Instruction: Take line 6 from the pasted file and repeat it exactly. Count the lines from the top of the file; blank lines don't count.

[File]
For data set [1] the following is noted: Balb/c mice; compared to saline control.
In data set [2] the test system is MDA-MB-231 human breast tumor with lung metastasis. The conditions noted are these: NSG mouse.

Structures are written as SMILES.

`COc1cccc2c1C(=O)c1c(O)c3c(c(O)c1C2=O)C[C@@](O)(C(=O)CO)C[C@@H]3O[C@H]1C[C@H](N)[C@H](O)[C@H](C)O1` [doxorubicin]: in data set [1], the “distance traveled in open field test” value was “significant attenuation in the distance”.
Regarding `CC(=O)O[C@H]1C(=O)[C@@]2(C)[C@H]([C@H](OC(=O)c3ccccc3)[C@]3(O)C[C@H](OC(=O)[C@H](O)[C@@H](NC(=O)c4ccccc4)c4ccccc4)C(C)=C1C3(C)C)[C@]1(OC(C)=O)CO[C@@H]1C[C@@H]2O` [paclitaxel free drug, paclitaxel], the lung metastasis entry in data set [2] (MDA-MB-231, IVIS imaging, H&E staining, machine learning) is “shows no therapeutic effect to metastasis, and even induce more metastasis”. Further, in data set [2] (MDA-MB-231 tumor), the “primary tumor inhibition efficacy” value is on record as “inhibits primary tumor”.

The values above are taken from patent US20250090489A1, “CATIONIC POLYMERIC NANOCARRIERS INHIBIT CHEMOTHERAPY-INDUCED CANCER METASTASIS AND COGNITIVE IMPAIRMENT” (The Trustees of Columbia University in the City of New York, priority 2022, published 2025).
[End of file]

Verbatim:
The values above are taken from patent US20250090489A1, “CATIONIC POLYMERIC NANOCARRIERS INHIBIT CHEMOTHERAPY-INDUCED CANCER METASTASIS AND COGNITIVE IMPAIRMENT” (The Trustees of Columbia University in the City of New York, priority 2022, published 2025).